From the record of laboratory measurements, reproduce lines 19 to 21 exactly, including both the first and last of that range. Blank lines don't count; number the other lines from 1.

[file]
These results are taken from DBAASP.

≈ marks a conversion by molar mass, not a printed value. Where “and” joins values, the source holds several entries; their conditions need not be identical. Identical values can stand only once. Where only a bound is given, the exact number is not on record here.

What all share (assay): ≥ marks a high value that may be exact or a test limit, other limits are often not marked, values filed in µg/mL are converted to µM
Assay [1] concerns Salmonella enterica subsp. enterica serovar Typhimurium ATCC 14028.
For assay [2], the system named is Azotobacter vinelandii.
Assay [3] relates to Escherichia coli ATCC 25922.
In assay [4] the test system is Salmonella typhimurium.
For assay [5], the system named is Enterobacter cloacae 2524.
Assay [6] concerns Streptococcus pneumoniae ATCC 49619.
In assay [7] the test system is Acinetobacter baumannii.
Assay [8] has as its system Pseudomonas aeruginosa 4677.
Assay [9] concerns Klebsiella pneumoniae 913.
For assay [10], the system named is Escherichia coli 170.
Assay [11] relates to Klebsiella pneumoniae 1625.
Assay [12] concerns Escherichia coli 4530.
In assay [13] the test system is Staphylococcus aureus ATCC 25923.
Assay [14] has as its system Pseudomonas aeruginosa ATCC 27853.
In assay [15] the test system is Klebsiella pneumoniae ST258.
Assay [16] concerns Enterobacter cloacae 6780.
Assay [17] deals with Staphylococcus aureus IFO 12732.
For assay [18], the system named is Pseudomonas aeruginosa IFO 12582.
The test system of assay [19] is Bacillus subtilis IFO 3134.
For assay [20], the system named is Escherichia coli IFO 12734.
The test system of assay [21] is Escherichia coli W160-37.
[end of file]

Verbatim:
Assay [16] concerns Enterobacter cloacae 6780.
Assay [17] deals with Staphylococcus aureus IFO 12732.
For assay [18], the system named is Pseudomonas aeruginosa IFO 12582.